Posthumously exonerating Alan Turing may not be enough to remind the world of the mathematician’s role in computing, World War II, and gay history. The Imitation Game certainly will put the genius into the common conscious and not just outside tech history lore. Thankfully, the film does not rely on an Oscar-bait polish to tell a compelling story that revisits a time when the Axis powers seemed utterly unstoppable.
In the early 1950s, Alan Turing’s (Benedict Cumberbatch) home has been robbed, but he was not the one to inform the police. Suspicious of his failure to report the robbery, Turing is interrogated by the police, and begins to recount his time at Bletchley Park during World War II, the United Kingdom’s control center for coding breaking. Turing, along with several others, begin focusing on a methodology to crack Nazi Germany’s Enigma. Turing begins to blueprint a machine to do much of the work, but Turing’s machine was the first of its kind, and its usefulness was not initially well-received by Turing’s associates and superiors.
The Imitation Game not only celebrates the number-crunching, war-winning role of Turing’s Christopher, but the secrecy around pre-Cold War espionage and the stigma of homosexuality. The film crisscrosses between Turing’s youth, the war, and the post-war role of love in his life. Love enters and exits his life in devastating ways, but it would be his ultimate demise, despite Turing’s influence on computing and the Allied victory.
The film also points to the seedlings of the Cold War and the role of espionage between the West and Russia. Early in the film, an encrypted letter meant for Russian eyes was intercepted by the UK, who suspects someone in Turing’s group was responsible. Turing is immediately dismissed as the author due to the simple encryption, but threat of Turing’s work landing into the wrong hands increases his anxieties about getting Christopher to operate as expected. Helping him with schematics at night in secrecy is Joan Clarke (Keira Knightly), the only female on the team who becomes a dear friend of Turing.
Despite Turing’s role on history, his eccentric genius isolated him socially like many great mathematicians and engineers. There have been many films depicting monstrous figures inflicting emotional and physical pain onto others in 2014. Whiplash featured a strict and abusive Jazz instructor who sought to break down and shame his students into performing at his impeccably high standards. Steve Carrell’s du Pont in Foxcatcher also forced his team into demanding positions to get the most out of his Olympic wrestling team. But Bendict Cumberbatch’s Turing inflicts disparaging remarks and social faux-pas among his team, oftentimes inadvertently, and in-turn receives similar social pressure from his peers.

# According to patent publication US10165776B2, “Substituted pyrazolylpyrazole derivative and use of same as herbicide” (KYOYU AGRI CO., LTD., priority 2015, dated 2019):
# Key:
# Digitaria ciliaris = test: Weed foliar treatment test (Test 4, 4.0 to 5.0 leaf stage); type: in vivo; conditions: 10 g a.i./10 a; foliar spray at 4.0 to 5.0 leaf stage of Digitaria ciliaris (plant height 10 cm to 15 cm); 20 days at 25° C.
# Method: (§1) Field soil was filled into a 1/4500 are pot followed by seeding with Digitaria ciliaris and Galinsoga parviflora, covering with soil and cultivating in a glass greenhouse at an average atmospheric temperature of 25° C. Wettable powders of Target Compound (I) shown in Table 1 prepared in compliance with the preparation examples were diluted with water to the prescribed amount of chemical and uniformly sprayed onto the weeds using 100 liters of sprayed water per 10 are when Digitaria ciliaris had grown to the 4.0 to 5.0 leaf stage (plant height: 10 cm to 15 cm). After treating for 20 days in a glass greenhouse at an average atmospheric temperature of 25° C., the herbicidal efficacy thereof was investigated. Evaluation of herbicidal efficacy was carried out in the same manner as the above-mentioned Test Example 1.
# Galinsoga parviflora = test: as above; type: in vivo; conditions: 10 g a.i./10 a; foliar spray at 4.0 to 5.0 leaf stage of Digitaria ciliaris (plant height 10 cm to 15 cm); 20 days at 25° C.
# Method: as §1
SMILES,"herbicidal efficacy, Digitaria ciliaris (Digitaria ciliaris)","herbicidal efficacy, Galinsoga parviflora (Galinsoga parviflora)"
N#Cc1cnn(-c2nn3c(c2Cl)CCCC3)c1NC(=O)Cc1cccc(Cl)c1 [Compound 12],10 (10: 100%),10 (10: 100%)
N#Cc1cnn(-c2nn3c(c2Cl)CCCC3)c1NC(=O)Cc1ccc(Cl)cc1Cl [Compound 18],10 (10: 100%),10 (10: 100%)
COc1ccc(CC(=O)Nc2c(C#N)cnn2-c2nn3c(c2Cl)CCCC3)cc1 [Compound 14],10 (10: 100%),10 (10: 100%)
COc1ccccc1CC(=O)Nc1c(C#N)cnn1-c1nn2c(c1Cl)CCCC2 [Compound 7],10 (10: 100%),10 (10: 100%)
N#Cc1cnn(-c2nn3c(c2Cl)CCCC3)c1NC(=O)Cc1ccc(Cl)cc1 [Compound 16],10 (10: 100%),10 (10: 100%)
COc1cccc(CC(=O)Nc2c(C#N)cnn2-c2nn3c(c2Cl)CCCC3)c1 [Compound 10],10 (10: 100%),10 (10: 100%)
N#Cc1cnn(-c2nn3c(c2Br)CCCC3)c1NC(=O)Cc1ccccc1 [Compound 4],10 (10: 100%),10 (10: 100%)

The computer that Turing and his team eventually build is a massive beast named Christopher, after Turing’s childhood friend. The machine spins its flywheels to a rhythmic clicking and clacking sound, synonymous with the marching threat of Nazi boots. Christopher and its £100,000 expense was not an afterthought for Turing’s superiors, and the machine became a symbol not only for the encroaching Nazis, but Turing’s inability to be an outwardly gay man. The title of the film, which refers to Turing’s own test to determine a machine’s ability to convey intelligent behavior at the level of a human, also refers to the goal of breaking Enigma, which is to imitate how the code works, in order to counter threats.
Films released late in the year tend to have that warm, gleaming shine to be considered prestigious enough for Oscar buzz and other awards of the season. Since the mid-1990s, this buzz and shine sometimes leaves a nauseating feeling that our senses have been overwhelmed not to deliver a captivating story but win awards. The Imitation Game, while certainly a prestige film with a glossy sheen, side-steps vomit-inducing production values and over-wrought sweeping crane shots and orchestration to truly explore Turing’s role in closing the European Theater, initiating computing as a practical industry and not just theoretical, and retroactively exploring the heinous crimes against LGBTQ men and women by the UK, and perhaps rebooting our own values.